Behind the Scenes
I heard something interesting on the US public radio show ‘Fresh Air’ last week. Peter Stotherd, a former editor of the Times (of London), has written a book called Thirty Days: Tony Blair and the Test of History, about Blair in the days on either side of the beginning of the war in Iraq. It’s all quite interesting, it’s a subject that interests me – for one thing, I was relieved to hear that (contrary to some reports I’d read) Blair has a business-like relationship as opposed to a friendship with George Bush. Absurd, isn’t it. What do I care, what business is it of mine? But there’s something so repulsive in the thought of a grown-up, intelligent man like Blair actually feeling friendship for such a proudly vacuous bully boy as Bush that it makes me queasy.
But that’s not the bit that prompted a Note and Comment. No, I’m still musing on this question of religion and the role it plays in the two countries (the two countries B and W originates from, the UK and the US). It’s well known that the US is far more fundamentalist and god-bothering than the UK – but then again the US does have an official, constitutional, written, explicit separation of church and state, which the UK doesn’t, and there are corners of Ukanian life where religion is allowed when it wouldn’t be in the US – in schools, for example.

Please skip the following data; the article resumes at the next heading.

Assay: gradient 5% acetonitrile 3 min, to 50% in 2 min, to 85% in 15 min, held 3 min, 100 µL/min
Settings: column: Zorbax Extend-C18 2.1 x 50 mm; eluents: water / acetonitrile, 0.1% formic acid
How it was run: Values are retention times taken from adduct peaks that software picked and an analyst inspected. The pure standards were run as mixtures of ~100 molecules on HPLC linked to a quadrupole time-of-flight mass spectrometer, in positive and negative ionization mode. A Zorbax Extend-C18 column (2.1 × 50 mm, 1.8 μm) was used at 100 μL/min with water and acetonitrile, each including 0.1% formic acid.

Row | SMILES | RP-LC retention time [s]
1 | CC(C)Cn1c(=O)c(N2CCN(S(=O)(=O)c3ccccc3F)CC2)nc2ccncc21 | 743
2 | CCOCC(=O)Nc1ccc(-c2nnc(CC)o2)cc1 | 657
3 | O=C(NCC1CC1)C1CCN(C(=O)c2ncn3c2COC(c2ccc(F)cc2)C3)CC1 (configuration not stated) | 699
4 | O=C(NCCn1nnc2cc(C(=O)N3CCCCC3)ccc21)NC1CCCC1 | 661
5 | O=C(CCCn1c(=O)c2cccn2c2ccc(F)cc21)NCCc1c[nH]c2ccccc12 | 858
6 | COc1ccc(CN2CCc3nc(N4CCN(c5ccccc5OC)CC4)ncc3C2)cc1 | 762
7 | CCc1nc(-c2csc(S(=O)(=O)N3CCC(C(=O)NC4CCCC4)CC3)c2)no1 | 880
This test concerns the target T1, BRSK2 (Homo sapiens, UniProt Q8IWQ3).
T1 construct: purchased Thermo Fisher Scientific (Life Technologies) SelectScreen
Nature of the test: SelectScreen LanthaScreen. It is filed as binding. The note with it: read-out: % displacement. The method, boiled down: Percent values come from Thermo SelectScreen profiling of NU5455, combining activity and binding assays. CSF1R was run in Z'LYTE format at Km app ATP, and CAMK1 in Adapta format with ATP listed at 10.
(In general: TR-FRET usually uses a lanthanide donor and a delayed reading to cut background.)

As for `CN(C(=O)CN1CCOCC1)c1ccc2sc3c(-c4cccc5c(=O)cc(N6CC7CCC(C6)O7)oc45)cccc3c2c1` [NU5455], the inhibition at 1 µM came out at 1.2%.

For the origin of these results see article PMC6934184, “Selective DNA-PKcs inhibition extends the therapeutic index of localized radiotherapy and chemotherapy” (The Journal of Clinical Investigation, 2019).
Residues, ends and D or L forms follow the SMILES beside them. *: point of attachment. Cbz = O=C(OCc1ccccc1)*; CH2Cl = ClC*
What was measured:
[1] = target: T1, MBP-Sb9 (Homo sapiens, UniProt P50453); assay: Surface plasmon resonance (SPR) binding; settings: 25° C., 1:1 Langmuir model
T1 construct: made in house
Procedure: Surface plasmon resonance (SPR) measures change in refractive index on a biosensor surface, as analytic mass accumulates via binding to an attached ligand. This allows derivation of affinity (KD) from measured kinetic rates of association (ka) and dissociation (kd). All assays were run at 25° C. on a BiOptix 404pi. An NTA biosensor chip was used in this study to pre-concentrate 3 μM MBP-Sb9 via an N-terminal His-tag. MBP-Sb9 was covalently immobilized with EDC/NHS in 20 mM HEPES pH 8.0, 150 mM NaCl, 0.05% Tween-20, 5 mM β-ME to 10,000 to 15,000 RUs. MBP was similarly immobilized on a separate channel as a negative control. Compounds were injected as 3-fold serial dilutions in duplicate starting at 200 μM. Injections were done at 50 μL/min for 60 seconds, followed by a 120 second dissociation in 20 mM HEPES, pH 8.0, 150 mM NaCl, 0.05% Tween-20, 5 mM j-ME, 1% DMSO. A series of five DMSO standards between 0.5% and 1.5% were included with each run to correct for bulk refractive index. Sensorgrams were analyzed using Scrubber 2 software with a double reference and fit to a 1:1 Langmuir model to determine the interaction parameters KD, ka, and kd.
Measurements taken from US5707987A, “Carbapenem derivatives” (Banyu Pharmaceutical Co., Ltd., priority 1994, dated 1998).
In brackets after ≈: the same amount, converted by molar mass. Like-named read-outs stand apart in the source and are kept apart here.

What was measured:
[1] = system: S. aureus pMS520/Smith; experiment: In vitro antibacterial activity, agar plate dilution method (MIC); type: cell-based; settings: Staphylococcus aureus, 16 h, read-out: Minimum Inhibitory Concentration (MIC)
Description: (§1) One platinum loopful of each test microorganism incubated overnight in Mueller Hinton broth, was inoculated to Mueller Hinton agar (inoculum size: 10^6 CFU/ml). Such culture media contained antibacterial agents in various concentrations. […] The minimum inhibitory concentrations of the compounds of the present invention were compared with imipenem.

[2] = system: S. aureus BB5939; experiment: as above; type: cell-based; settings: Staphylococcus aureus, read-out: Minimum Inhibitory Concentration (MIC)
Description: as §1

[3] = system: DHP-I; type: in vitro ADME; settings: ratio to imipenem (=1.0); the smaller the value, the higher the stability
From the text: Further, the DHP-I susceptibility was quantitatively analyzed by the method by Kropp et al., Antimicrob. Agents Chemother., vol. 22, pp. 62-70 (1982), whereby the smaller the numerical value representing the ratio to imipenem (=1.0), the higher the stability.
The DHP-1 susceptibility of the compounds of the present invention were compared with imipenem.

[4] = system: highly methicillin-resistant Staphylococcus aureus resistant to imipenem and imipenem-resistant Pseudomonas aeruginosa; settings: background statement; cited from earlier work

Stotherd tells us that Blair badly wanted to say ‘God bless you’ at the end of a major speech on Iraq, but his colleagues wouldn’t let him, indeed were somewhat outraged at the idea. ‘It will sound like a crusade!’ they exclaimed. Yes, thought I, and more than that, it will sound so horribly American. Bad enough that he’s called Bush’s poodle (Stotherd had already discussed that nickname), what would they call him if he started sounding like Jerry Fallwell? For that matter what would I call him? I can’t stand it when presidents say that. And Blair’s colleagues must feel the same way, because Stotherd reports that they said ‘People don’t want that kind of thing forced down their throats.’ Blair was affronted, Stotherd says. ‘You’re a godless lot, aren’t you!’ he exclaimed.
And that’s the bit that irritates me. There we are again, you see. Indignation at people who are ‘godless’ on the part of the godfull. But what business do they have being indignant about it? Any more than they have getting indignant at people for not believing in the tooth fairy or the Great Pumpkin? Why do believers always think they have the right to upbraid the skeptics? Why is not the upbraiding all on the other side? Or at least why is the polite toleration not mutual. Why is non-theism not the default position? Why is the burden of proof not on the believers as opposed to the non-believers? No good reason, that I can see, apart from habit and contagion. Which is why there can be such a thing as too much toleration of religion.